Why was the Green New Deal yanked from Ocasio-Cortez's website?
The story behind the comedic and unsuccessful rollout of Alexandria Ocasio-Cortez's Green New Deal demonstrates a congressional office in utter chaos with no one — or everyone — in charge.
The document appeared on Ocasio-Cortez's webpage on February 7 and by nightfall had been unceremoniously deleted. This was after a day of mockery and outrage at some of the more unrealistic, even silly proposals the document detailed.
The "explanations" offered by her staff ran the gamut from the document being a "draft" to charges by one of her main advisers that Republicans had planted the document to make her look stupid.
Seriously? After a few weeks in the public eye, it should be obvious that Ocasio-Cortez doesn't need the GOP to look stupid.
The communications staff has so far not responded to an inquiry about the now-missing blog post.
But on Saturday morning, chief of staff Saikat Chakrabarti tweeted that the FAQ page was indeed posted by the Ocasio-Cortez staff but was done so in error. He called the page "an early draft of a FAQ that was clearly unfinished and that doesn't represent the GND resolution got published to the website by mistake (idea was to wait for launch, monitor q's, and rewrite that FAQ before publishing)."
What is Mr. Chakrabarti doing still working for the congressman? That level of stupidity and incompetence would have cost any other chief of staff on the Hill his job. Chakrabarti is listed as one of the founders of the Justice Democrats organization, who played a key role in electing Ocasio-Cortez. His Hill administrative experience is apparently lacking.
Then there's an Ocasio-Cortez policy adviser, Robert Hockett, who told Tucker Carlson that the document was a GOP dirty trick:
Robert Hockett, professor of law and finance at Cornell University, appearing on "Tucker Carlson Tonight," called the contents of the now-missing blog post "some kind of document that somebody other than us has been circulating."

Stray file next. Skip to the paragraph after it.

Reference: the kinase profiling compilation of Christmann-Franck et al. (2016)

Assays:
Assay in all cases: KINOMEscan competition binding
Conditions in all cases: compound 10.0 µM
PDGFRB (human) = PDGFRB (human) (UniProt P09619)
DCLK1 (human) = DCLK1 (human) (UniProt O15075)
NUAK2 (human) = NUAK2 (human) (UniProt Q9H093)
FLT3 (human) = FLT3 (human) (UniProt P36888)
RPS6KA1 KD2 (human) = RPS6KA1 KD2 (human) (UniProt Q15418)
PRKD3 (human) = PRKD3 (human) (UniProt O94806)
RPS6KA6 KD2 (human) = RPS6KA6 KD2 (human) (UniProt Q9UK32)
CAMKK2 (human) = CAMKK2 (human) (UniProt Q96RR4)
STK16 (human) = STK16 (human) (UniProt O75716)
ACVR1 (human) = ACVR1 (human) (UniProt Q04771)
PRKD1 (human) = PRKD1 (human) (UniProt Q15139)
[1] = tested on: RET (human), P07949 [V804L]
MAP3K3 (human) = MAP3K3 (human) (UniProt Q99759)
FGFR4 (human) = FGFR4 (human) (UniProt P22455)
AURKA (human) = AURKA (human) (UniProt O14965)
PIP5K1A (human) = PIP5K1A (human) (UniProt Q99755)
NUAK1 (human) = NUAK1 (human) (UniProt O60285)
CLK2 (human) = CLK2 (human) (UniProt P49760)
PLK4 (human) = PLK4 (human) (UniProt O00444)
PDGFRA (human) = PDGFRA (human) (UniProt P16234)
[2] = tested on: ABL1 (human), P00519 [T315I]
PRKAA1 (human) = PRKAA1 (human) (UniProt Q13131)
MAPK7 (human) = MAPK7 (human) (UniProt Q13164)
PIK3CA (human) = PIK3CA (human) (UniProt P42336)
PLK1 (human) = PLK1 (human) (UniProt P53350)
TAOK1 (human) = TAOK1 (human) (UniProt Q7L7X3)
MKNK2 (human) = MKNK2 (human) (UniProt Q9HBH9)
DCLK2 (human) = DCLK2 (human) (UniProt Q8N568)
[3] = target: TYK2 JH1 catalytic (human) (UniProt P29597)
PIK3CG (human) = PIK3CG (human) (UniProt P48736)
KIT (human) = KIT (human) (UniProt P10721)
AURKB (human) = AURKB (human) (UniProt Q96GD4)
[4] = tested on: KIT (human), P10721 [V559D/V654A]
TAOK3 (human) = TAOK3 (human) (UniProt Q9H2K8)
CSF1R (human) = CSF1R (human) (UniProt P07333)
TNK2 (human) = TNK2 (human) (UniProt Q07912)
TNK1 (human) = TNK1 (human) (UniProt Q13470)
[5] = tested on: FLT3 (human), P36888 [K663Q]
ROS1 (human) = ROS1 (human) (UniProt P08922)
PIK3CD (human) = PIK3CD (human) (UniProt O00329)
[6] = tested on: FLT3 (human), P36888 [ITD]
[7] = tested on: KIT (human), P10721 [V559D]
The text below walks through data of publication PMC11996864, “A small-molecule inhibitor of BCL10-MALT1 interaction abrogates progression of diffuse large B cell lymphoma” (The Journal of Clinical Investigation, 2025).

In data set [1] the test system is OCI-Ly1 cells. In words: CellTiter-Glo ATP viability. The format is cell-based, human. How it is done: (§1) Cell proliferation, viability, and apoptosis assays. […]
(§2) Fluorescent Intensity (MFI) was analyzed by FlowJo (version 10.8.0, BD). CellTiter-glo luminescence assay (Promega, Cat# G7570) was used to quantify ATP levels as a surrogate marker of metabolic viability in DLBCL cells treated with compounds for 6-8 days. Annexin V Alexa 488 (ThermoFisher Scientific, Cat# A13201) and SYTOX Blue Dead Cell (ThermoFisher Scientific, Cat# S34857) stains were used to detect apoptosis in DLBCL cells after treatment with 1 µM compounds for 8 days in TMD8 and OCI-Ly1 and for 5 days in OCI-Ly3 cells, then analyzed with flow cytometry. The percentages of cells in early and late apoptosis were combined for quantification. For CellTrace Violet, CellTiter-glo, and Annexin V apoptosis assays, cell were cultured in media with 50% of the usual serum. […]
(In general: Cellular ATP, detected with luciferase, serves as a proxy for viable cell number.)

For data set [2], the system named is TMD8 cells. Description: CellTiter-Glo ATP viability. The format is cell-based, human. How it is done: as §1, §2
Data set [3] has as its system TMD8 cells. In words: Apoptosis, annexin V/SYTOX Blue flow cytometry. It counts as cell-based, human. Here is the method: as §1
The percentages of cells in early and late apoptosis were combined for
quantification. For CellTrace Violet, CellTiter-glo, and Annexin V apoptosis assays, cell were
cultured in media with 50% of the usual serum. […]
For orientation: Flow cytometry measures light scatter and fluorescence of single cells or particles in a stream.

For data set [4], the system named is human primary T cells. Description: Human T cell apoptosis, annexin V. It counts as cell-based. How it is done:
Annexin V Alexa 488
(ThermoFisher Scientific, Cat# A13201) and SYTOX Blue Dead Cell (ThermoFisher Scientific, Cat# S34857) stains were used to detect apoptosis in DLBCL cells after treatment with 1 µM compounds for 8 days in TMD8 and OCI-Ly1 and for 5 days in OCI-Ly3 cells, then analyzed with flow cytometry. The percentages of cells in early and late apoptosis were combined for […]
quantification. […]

Hockett said Ocasio-Cortez does not endorse the idea of paying people "unwilling to work" and does not want to ban airplane travel.
He said Ocasio-Cortez "tweeted it out to laugh at it."
He added, "It seems apparently some Republicans have put it out there."
Ghosts in the machine, or something.
Ocasio-Cortez herself joined the conspiracy theory:
When your #GreenNewDeal legislation is so strong that the GOP has to resort to circulating false versions, but the real one nets 70 House cosponsors on Day 1 and all Dem presidential candidates sign on anyway https://t.co/BbHIn8cu0f— Alexandria Ocasio-Cortez (@AOC) February 8, 2019
The "false version" was a send-up by David Burge ("Iowahawk") and hardly a Republican plant.
The document says that people "unwilling to work" should be paid, despite denials from Ocasio-Cortez and her staff. This led to more mass confusion when Hockett was forced to admit that the document did, indeed, make that claim:
Carlson asked Hockett at the outset of the interview: "Why would we ever pay people who are 'unwilling to work'?"
In a head-turning moment heard around the Internet, Hockett replied flatly, "Uh, we never would, right? And AOC has never said anything like that, right? I think you're referring to some sort of document — I think some doctored document that somebody other than us has been circulating."
To send out a senior adviser who didn't have details of the document down cold bespeaks a level of incompetence rarely found, even on Capitol Hill.
One side of Ocasio-Cortez's office doesn't know what the other side is doing. Some advisers have apparently assumed authority they don't have. Others are in the dark.
Go ahead and pop some popcorn, sit back, relax, and strap it down. Watching Alexandria Ocasio-Cortez and her ditzy staff over the next two years will be better than any sitcom on TV.